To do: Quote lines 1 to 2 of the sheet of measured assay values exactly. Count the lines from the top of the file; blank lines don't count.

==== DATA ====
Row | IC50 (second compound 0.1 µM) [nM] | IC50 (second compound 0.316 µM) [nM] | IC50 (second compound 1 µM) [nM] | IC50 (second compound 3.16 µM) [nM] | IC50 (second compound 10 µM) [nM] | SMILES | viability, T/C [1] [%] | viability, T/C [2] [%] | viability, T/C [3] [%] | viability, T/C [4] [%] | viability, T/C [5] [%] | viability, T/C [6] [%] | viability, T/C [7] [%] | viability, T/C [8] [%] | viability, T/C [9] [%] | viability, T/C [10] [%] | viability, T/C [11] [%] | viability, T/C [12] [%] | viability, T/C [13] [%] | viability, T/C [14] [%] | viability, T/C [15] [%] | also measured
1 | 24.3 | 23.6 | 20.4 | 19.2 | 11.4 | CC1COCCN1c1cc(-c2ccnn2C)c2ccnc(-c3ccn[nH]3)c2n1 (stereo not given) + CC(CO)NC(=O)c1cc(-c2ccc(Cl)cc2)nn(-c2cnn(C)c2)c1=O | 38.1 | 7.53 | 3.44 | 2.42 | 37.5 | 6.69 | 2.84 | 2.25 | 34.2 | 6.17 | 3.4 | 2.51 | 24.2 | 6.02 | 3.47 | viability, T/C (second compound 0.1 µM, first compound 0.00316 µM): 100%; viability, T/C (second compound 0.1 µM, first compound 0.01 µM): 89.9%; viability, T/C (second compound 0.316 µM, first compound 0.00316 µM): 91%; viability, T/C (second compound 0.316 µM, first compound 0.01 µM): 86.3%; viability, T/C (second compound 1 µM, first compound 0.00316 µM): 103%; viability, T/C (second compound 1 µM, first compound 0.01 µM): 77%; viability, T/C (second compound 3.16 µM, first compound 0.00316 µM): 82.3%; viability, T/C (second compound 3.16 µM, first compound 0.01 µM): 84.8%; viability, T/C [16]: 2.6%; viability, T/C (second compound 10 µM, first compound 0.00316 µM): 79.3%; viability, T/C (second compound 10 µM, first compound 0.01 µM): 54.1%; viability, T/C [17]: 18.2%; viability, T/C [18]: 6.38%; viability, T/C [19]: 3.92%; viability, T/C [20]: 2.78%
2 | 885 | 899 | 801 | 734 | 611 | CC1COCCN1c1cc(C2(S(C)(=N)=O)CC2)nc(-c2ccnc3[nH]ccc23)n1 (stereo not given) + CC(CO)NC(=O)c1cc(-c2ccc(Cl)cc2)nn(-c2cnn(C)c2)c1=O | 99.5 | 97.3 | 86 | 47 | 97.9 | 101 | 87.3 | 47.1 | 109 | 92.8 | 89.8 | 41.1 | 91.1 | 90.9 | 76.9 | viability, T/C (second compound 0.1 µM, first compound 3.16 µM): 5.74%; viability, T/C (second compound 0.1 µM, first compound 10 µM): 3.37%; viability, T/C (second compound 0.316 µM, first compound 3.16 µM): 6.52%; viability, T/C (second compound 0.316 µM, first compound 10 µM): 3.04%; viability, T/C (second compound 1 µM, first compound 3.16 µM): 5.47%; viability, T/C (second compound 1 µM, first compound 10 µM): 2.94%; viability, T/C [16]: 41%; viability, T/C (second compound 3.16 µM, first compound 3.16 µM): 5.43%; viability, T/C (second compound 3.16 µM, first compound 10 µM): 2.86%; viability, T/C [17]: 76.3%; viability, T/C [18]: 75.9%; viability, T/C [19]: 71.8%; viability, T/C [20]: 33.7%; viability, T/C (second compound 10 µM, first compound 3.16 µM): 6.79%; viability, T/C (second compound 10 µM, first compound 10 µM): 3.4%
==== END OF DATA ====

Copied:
Row | IC50 (second compound 0.1 µM) [nM] | IC50 (second compound 0.316 µM) [nM] | IC50 (second compound 1 µM) [nM] | IC50 (second compound 3.16 µM) [nM] | IC50 (second compound 10 µM) [nM] | SMILES | viability, T/C [1] [%] | viability, T/C [2] [%] | viability, T/C [3] [%] | viability, T/C [4] [%] | viability, T/C [5] [%] | viability, T/C [6] [%] | viability, T/C [7] [%] | viability, T/C [8] [%] | viability, T/C [9] [%] | viability, T/C [10] [%] | viability, T/C [11] [%] | viability, T/C [12] [%] | viability, T/C [13] [%] | viability, T/C [14] [%] | viability, T/C [15] [%] | also measured
1 | 24.3 | 23.6 | 20.4 | 19.2 | 11.4 | CC1COCCN1c1cc(-c2ccnn2C)c2ccnc(-c3ccn[nH]3)c2n1 (stereo not given) + CC(CO)NC(=O)c1cc(-c2ccc(Cl)cc2)nn(-c2cnn(C)c2)c1=O | 38.1 | 7.53 | 3.44 | 2.42 | 37.5 | 6.69 | 2.84 | 2.25 | 34.2 | 6.17 | 3.4 | 2.51 | 24.2 | 6.02 | 3.47 | viability, T/C (second compound 0.1 µM, first compound 0.00316 µM): 100%; viability, T/C (second compound 0.1 µM, first compound 0.01 µM): 89.9%; viability, T/C (second compound 0.316 µM, first compound 0.00316 µM): 91%; viability, T/C (second compound 0.316 µM, first compound 0.01 µM): 86.3%; viability, T/C (second compound 1 µM, first compound 0.00316 µM): 103%; viability, T/C (second compound 1 µM, first compound 0.01 µM): 77%; viability, T/C (second compound 3.16 µM, first compound 0.00316 µM): 82.3%; viability, T/C (second compound 3.16 µM, first compound 0.01 µM): 84.8%; viability, T/C [16]: 2.6%; viability, T/C (second compound 10 µM, first compound 0.00316 µM): 79.3%; viability, T/C (second compound 10 µM, first compound 0.01 µM): 54.1%; viability, T/C [17]: 18.2%; viability, T/C [18]: 6.38%; viability, T/C [19]: 3.92%; viability, T/C [20]: 2.78%